“Given the constraints upon the site, planting Sitka offers significant benefits. Research indicates Sitka Spruce is estimated to store an equivalent amount of carbon to all the other tree species – conifer and broadleaves – put together and is as species-rich as native woodlands, except in the case of some groups of vascular plants and lichens.

“The UKFS and Scottish Forestry approved plans for the site make clear that it will be mixed native woodland, with common alder planted amongst the Sitka crop to improve nutrient quality as well as other native woodland around the wetland.”

A spokesman for the council said: “Scottish Coal, now in liquidation, had submitted the original restoration plan for a broadleaf woodland. There was no requirement for a revised woodland plan to be submitted as it is for the interested parties to sit down and agree a system of planting that all are happy with and can agree on. The council has no further input on this issue.

“When Scottish Coal went into liquidation and ceased to exist, the final restoration plans had not been completely finalised and discussions were still ongoing. We are not in a position to comment on what community consultation there may have been.”

A spokesman for Douglas Community Council continued: “At a recent meeting with Forestry & Land Scotland (FLS), they claimed a recently felled conifer plantation, adjacent to Mainshill, was not being replanted with broad leaved trees. Douglas and Angus Estates, the landowners, have now confirmed that the FLS statement was incorrect and they are planting a broadleaf woodland.”

The community council has alleged that a discussion between RSPB Scotland and FLS was also misrepresented. A spokesman for the bird protection body told us: “We had made it clear to SFL, both verbally and in writing that we were concerned the revised proposals did not deliver for wildlife and that in making such fundamental changes to the agreed plan which was detailed as part of the original consent for the quarry, that they may be in dereliction of their biodiversity duty.”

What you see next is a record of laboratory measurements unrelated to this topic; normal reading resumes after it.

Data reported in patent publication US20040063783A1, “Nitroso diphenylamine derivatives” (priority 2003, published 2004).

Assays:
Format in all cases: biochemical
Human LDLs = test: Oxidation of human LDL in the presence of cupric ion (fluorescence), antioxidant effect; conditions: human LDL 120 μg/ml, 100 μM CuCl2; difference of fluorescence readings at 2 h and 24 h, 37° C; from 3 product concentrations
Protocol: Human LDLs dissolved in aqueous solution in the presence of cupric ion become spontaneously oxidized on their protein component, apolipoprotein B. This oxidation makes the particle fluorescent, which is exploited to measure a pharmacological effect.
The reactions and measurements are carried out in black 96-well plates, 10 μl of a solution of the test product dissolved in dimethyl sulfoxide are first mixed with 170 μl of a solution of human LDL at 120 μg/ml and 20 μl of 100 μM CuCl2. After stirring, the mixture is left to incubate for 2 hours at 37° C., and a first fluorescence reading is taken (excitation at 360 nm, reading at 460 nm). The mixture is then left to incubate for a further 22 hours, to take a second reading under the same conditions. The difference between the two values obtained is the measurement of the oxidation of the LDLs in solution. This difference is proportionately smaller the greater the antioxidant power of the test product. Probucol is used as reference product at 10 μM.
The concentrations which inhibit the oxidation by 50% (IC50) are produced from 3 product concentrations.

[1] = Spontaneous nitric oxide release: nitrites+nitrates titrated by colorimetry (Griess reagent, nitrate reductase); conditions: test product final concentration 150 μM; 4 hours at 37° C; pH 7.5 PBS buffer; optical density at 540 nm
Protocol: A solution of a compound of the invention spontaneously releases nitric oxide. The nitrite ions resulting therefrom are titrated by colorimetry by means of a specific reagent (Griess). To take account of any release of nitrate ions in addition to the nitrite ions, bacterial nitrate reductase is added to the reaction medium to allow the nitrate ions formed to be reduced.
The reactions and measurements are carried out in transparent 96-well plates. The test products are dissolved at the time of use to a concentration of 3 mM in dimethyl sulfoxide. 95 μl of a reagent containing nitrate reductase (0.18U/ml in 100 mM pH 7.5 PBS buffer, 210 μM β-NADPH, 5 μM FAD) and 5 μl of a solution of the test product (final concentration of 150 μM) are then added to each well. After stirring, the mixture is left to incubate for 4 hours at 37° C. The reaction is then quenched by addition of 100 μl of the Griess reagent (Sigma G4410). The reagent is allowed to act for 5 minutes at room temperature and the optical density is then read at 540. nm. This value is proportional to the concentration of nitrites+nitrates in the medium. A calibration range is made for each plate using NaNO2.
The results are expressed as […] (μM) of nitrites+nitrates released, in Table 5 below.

A spokesman for Forestry & Land Scotland responded: “All plans and woodland proposals, no matter how well detailed, are aspirational until such time as they are given approval by Scottish Forestry, the competent authority.

“We are unable to explain the views of the local authority planners on soil conditions, but our detailed investigations revealed the site was not able to sustain the original design.

“It was therefore amended to reflect what might be possible and, in line with our obligations, we consulted with the community and other parties to show and explain those changes.

“Given the constraints upon the site, planting Sitka offers significant benefits. Research indicates Sitka Spruce is estimated to store an equivalent amount of carbon to all the other tree species – conifer and broadleaves – put together and is as species-rich as native woodlands.

“The approved plans for the site make clear that it will be mixed native woodland, with common alder planted amongst the Sitka crop to improve nutrient quality as well as other native woodland around the wetland.”

The Gazette has contacted Scottish Forestry for comment on the claims made by the community council, requesting dates, locations and times of meetings which are alleged to have taken place, including any minutes that were taken at those meetings.

At the time of going to press we have received no response from Scottish Forestry.